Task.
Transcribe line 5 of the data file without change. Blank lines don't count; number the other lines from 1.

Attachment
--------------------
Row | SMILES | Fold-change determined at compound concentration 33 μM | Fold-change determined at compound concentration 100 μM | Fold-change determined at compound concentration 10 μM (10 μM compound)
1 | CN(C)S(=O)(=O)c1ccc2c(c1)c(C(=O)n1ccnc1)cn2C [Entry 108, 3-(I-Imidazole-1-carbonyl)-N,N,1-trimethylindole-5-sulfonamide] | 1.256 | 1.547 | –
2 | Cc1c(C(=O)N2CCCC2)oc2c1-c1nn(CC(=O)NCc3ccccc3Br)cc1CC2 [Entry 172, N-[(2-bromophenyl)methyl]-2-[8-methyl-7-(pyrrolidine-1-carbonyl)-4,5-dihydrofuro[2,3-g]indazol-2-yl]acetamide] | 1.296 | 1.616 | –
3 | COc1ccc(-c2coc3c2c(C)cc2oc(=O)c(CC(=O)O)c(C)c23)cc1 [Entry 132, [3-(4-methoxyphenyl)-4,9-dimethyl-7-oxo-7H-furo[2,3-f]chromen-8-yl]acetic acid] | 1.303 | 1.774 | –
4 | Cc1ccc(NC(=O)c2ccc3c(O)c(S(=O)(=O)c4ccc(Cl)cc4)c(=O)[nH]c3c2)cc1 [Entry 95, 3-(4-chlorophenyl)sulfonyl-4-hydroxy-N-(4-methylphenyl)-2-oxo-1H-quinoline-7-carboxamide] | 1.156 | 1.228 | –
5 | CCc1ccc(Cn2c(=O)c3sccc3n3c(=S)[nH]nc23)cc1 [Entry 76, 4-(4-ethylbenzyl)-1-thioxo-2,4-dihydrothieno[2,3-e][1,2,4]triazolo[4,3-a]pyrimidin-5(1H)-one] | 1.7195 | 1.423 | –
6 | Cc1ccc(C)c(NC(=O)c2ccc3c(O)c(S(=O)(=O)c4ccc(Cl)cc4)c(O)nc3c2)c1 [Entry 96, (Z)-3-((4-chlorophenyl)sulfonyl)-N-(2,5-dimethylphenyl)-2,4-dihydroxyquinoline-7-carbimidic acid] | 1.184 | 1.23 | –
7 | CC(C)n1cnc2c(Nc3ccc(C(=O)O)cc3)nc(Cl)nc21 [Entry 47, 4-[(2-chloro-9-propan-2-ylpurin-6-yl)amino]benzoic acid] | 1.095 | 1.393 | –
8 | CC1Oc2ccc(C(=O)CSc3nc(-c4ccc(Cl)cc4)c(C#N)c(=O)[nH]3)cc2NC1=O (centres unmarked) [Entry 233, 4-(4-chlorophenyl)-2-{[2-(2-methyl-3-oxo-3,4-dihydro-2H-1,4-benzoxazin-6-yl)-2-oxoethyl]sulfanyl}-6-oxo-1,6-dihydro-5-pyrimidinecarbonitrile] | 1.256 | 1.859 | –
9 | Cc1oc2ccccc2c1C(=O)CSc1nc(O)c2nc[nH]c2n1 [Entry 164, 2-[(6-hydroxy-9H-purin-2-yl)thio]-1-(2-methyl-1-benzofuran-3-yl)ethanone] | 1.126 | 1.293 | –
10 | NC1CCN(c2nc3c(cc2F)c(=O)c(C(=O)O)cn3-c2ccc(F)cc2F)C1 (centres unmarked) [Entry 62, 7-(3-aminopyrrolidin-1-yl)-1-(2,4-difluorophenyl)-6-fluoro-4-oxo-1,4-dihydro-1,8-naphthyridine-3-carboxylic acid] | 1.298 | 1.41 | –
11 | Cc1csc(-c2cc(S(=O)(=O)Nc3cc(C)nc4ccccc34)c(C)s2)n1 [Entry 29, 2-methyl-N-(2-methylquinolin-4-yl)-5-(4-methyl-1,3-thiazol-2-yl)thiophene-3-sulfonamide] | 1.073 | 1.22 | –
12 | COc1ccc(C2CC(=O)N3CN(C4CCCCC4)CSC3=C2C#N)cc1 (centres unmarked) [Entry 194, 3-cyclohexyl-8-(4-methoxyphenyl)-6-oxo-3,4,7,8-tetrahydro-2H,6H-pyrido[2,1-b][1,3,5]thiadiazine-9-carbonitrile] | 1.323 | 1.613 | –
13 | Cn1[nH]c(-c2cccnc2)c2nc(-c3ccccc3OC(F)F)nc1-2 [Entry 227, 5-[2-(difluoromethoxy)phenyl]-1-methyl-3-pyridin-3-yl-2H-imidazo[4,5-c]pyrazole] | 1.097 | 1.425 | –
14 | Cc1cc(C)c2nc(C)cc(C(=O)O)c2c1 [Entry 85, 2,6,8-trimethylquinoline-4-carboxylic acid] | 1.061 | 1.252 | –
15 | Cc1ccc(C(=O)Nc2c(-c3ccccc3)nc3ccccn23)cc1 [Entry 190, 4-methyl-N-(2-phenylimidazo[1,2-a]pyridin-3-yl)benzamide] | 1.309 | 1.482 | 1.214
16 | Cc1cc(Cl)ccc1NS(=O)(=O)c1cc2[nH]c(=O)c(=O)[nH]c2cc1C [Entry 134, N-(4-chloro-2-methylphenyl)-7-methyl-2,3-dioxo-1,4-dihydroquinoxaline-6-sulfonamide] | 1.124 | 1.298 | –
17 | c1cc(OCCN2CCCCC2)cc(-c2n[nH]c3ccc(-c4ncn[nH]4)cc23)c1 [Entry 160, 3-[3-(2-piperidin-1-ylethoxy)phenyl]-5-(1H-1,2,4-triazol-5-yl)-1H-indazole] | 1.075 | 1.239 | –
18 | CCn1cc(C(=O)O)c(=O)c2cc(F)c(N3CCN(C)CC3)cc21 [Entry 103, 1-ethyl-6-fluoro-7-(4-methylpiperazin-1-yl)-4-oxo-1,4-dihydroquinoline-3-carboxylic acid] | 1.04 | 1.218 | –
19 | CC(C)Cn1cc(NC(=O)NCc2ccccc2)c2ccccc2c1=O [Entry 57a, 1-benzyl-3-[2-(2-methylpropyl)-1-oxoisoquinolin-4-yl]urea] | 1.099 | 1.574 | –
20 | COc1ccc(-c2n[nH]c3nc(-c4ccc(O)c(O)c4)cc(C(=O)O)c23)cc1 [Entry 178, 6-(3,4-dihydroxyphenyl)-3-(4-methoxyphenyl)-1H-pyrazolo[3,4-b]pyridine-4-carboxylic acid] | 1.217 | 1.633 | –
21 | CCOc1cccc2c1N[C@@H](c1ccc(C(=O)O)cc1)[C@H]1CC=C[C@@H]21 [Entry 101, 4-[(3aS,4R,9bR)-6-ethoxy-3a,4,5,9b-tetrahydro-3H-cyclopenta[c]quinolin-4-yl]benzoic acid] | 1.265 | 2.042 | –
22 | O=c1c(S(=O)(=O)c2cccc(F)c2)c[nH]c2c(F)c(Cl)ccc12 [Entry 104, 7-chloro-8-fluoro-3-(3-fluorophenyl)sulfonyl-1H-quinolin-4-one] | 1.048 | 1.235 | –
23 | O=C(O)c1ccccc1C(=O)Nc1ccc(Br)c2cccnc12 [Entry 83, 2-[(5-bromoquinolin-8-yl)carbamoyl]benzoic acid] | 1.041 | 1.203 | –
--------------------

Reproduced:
4 | Cc1ccc(NC(=O)c2ccc3c(O)c(S(=O)(=O)c4ccc(Cl)cc4)c(=O)[nH]c3c2)cc1 [Entry 95, 3-(4-chlorophenyl)sulfonyl-4-hydroxy-N-(4-methylphenyl)-2-oxo-1H-quinoline-7-carboxamide] | 1.156 | 1.228 | –